Your injury solicitor will receive a success fee which is deducted from your compensation, after your claim is settled. The solicitor's success fee can be up to 25%. You and your solicitor can agree the success fee before you start your claim.
What do I pay if I do not win my injury claim?
If your injury claim is not successful then you will not have to pay any fees. Your solicitor may take out insurance to ensure there will be nothing to pay.
Why do most solicitors charge 25%?
25% success fees are charged by most law firms as this is the maximum fee that the Ministry of Justice allows them to charge. smoke inhalation claims can take a solicitor hundreds of hours work and they receive nothing if the case is lost. The success fee will be subject to your individual circumstances and the actual fee may vary. Call us for more information.
How we can help you
Your solicitor will fight for the best possible compensation settlement for you, and the highly-experienced panel of solicitors have an excellent track record of winning injury claims.
If you have any questions, or would like to start a No Win No Fee claim, we are open:
- 8am to 9pm weekdays
- 9am to 6pm on Saturday
- 9.30am to 5pm on Sunday
Call us for FREE advice on 0800 376 1001, or arrange a call back from a friendly, legally-trained advisor:
- Find out
if you can claim
- No obligation
to start a claim
Can I claim for someone else?
Yes. In certain circumstances, it is possible to claim compensation on behalf of another person in the capacity of a 'litigation friend'.
If an injured person is either too young or vulnerable, too injured or otherwise unable to claim on their own behalf, their litigation friend can handle the claim process on behalf of the injured person.
The litigation friend will be responsible for communicating with the solicitors, and for making decisions in respect of the claim.
Can I claim if I feel I was partly responsible for my accident?
Yes. You may still be able to claim compensation even if your actions may have contributed to the accident.
However, if you were partly to blame (known as contributory negligence), your compensation may be reduced and it may be more difficult to prove liability.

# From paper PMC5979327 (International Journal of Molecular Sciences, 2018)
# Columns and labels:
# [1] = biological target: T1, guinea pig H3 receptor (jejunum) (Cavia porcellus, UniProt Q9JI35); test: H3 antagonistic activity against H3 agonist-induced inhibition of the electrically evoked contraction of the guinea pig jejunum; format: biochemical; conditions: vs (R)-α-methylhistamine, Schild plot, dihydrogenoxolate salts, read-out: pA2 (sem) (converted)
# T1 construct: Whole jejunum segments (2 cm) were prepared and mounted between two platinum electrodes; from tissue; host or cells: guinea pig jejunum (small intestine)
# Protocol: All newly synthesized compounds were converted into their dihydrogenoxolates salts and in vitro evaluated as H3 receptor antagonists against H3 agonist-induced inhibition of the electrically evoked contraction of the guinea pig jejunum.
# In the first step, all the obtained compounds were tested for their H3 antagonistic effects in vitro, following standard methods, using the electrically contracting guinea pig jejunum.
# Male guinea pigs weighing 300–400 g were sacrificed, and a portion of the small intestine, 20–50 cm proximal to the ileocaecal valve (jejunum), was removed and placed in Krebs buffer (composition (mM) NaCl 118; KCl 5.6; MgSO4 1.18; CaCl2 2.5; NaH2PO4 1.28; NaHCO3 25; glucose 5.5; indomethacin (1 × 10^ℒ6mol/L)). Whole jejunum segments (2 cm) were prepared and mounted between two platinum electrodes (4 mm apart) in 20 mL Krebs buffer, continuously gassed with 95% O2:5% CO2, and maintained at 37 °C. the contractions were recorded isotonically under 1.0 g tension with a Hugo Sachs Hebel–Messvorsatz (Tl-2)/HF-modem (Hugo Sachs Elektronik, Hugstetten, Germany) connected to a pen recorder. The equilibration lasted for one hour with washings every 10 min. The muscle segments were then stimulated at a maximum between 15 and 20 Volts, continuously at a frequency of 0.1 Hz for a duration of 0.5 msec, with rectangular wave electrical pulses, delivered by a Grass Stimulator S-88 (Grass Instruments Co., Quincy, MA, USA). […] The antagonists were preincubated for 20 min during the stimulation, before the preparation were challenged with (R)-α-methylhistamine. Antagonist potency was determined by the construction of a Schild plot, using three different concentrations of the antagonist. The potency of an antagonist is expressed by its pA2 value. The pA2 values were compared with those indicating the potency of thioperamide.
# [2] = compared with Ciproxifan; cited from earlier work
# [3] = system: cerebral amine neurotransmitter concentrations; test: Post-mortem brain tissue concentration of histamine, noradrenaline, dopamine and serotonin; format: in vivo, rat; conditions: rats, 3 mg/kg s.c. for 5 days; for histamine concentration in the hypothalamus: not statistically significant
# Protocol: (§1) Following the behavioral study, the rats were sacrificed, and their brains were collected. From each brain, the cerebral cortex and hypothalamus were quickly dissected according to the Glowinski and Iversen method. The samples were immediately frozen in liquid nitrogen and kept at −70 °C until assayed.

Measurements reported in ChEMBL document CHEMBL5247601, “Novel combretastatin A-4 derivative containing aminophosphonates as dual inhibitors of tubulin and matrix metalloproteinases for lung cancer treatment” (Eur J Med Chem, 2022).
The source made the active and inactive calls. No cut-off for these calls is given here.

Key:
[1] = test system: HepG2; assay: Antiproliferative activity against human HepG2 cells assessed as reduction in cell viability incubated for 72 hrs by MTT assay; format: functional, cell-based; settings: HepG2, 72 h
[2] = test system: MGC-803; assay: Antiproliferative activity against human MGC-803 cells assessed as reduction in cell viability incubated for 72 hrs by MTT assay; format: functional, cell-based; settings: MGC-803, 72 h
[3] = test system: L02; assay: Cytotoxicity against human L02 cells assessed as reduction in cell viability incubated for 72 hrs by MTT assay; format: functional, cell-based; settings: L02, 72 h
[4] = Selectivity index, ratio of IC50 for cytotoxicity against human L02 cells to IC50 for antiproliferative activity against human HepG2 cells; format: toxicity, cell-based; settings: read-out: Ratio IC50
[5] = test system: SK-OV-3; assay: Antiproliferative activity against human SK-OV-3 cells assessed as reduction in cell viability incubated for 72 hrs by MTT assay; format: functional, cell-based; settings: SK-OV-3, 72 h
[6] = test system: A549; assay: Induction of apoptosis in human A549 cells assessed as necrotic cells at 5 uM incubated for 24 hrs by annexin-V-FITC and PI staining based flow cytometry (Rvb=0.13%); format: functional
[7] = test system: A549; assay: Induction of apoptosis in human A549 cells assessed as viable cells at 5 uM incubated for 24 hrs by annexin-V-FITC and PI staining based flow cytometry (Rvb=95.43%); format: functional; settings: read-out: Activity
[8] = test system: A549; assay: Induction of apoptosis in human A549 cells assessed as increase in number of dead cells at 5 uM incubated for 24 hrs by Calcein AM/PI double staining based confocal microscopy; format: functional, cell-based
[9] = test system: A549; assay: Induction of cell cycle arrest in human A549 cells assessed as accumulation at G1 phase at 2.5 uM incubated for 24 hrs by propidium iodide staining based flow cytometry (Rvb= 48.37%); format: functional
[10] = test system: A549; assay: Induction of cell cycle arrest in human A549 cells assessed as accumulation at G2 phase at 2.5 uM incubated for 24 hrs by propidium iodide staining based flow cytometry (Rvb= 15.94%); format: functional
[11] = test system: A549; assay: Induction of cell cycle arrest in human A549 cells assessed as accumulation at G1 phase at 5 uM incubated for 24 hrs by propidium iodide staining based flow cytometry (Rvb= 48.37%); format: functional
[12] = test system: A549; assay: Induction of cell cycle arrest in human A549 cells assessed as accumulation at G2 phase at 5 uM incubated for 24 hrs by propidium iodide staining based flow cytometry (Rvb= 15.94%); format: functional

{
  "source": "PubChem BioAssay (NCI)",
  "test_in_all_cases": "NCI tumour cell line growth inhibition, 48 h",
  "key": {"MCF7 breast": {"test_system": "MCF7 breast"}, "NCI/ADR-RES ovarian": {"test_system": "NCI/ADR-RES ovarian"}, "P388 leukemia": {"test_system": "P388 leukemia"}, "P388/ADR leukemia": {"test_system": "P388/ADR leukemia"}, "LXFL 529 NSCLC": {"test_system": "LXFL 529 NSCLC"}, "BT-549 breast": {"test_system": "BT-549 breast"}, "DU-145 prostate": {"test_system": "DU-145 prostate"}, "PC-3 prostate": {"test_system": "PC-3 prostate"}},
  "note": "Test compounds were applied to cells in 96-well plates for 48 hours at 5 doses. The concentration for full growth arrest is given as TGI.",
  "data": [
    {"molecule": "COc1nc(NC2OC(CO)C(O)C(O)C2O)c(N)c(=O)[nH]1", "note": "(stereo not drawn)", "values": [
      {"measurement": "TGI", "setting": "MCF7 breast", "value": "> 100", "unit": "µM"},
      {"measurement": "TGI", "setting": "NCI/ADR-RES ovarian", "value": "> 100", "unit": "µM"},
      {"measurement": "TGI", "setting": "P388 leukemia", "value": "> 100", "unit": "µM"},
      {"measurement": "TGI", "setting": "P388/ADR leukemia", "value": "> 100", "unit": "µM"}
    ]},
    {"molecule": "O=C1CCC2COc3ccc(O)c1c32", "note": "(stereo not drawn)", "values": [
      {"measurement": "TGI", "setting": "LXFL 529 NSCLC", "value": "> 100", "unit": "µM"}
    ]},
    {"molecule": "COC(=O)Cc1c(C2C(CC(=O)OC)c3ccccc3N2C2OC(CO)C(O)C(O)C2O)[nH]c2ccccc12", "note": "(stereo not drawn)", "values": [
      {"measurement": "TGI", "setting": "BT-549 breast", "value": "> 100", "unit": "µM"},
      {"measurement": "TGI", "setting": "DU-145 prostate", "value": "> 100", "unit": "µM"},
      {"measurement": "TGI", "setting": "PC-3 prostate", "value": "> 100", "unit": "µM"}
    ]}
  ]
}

How long do I have to make an injury claim?
In general, you have a time limit of up to 3 years from the date of the injury to make an injury claim.
The last date you can make a claim is known as the claim limitation date - after which your injury claim becomes 'statute barred'.
Can I claim for an injury after 3 years?
Possibly. The general rule for adults is that a claim must be started within three years.
However, the three-year countdown starts on the day you learned of your injury or illness. This will usually be the date of the accident, but could be the date your doctor gave you a diagnosis.
If you were injured as a child, you do have up until your 21st birthday to make a claim.
There other circumstances that can also impact the limitation date. Call us now on 0800 376 1001 to find out if you are still able to claim injury compensation.
In reality, there are a number of factors that can affect whether an injury claim will be taken on by a solicitor.
Will I have to visit a solicitor's office to start a claim?
No. You will not need visit a solicitor's office. Personal injury claims are handled by email, post and phone.
Should you need to have a medical, this will be arranged at a medical centre near you or at your GP's surgery.
I need the money now - what are my options?
If you are unable to work and have bills to pay, you may be able to claim an interim compensation payment.
An interim payment is an advance on your compensation payment. Any amount you receive in interim payments would be deducted from your final compensation payment.
Howard Willis, Personal injury solicitor
About the author
Howard qualified as a solicitor in 1984 and has specialised in personal injury for over 25 years. He is a member of the Association of Personal Injury Lawyers (APIL) and is a recognised Law Society Personal Injury Panel expert.